Folks, it’s almost time to get this thesis show on the road. Tomorrow my PhD thesis heads out the door and into the hands of my committee members.
Tomorrow will be a good day because, at least for a little while, I’ll be able to get rid of this thing that’s become like an annoying houseguest—tolerable yet irritating. It’s true that on the whole, writing my thesis hasn’t been too bad. I have loved being able to work at home, not packing a lunch every day, and avoiding my commute a few days a week. I have had moments in which understanding bloomed right before my eyes, and I was actually able to see data and entire projects as I’d never quite seen them before. THAT was very cool. The experience has given me some confidence that I’m going to do just fine as a postdoc, provided I find a way to let my brain focus without dissolving into a million scattered thoughts. The focus of thesis writing has been at times exhilarating and exhausting. But now I just want to be done.
It’s hard to explain how mentally draining it is to be committed to something as long and intense as a doctoral graduate program. I imagine it’s in the same category as marriage or children, although to be fair, since I have not made either of those commitments, I can’t really say. Regardless, it is a big, B-I-G commitment. Bigger than I could have possibly imagined at age 21, when I started graduate school. I feel like I’ve been on an extended road trip for the past six years. For one thing, my butt is really sore from so many hours spent sitting at my desk. My back hurts, too. Like a lot of road trips, this one has been very interesting. I have learned many obscure facts, like the fact that flies have brains. (Did you know that?) They also have seven photopigments that function in three different pairs of “eyes” if you will—their giant compound eyes (the ones you can see with your own eyes) as well as two “hidden” eyes, an eyelet and a group of cells called ocelli. And believe it or not, the fact that I know these things makes me irresistible to a certain someone. Yes, I am one hot nerd.
This road trip called grad school has been a lot of fun, too. I’ve done a lot of cool experiments, found some interesting results, and worked with a great bunch of people. I’ve learned that science is more fun when you can share it with someone and that I really like working as part of a team. For the first couple of years, I worked really hard and managed to get some stuff done, and that was good.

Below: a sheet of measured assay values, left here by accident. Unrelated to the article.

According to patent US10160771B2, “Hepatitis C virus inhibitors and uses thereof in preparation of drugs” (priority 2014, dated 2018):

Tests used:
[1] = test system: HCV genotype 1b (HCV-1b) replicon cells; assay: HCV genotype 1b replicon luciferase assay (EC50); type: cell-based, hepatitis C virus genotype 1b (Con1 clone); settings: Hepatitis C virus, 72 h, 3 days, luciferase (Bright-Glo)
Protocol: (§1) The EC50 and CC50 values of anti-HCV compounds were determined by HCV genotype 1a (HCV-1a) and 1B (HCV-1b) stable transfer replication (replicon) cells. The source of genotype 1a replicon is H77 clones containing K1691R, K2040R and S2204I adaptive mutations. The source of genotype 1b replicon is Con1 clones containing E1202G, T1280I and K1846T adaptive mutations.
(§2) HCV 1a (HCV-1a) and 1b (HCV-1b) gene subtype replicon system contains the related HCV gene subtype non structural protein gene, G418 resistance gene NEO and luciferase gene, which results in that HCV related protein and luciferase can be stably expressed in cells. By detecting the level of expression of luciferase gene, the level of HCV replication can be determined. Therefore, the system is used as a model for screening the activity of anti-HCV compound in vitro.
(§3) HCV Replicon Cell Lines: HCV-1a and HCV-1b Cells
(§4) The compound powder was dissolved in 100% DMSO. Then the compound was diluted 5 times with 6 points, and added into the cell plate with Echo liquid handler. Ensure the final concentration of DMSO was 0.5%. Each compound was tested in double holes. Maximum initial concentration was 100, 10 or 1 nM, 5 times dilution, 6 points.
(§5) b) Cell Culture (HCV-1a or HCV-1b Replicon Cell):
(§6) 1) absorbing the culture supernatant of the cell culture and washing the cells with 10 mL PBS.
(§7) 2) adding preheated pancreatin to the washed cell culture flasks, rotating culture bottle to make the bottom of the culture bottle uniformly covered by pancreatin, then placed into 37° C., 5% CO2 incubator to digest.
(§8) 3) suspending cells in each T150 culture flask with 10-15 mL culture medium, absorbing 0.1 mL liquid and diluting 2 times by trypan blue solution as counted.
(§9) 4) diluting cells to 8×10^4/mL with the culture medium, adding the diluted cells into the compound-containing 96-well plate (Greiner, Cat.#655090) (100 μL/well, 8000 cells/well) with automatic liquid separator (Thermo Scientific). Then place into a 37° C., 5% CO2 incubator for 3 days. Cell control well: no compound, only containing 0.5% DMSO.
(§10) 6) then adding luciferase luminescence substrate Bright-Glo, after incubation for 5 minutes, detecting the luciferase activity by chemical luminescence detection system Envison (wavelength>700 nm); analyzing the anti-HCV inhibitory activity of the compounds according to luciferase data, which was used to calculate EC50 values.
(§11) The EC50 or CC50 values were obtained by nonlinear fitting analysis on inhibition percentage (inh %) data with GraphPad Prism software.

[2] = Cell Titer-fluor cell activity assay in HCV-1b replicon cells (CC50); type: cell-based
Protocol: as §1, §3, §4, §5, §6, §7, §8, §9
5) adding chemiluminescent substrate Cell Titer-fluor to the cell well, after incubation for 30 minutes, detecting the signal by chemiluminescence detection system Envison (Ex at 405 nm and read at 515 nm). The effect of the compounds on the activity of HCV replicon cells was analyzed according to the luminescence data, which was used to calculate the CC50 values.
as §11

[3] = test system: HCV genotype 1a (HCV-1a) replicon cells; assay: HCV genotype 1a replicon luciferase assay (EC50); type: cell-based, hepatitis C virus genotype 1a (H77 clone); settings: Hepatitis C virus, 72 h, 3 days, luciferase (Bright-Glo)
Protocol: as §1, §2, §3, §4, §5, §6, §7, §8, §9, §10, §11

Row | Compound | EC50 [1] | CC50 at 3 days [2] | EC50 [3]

When the trip was fresh and exciting, driving was a challenge, but I was eager to prove I could handle it. Half the time the map was wrong, and sometimes I ran out of gas, but I could always just nibble on a snack until I figured out my next route. My station wagon turned out to be a piece of junk that liked to run itself off the road. I got stuck in ditches and telephone poles all the time and had to call for help. It was usually the same man on the other end of the line, an American-born Indian who was often very helpful but occasionally gave me driving advice that was more appropriate for someone with a Ferrari, not a station wagon. Nevertheless, I learned a lot from that man.
Around year five or so, my accelerator broke, so I was stuck in neutral until the Journal of Neuroscience gave me a new accelerator and a first-author publication. During year six, the engine fell out of my car and I ran out of snacks. I abandoned the car on the side of the road and started walking home. Occasionally I stuck out my thumb and tried to hitchhike, but whenever I did that, they always dropped me off in the worst places in town, and I ran like hell to get away. So I quickly learned to stop asking for help from other vehicles, and I just kept walking.
I’ve been walking for a long time now. I’m very, very tired. I need to get home. I need to rest. On Tuesday, I will pass a hopeful sign that says, “Just three more weeks until you are free.” I am desperate to see that sign. Until then, I will keep moving forward, one slow step after another, for as long as I can. I am almost done.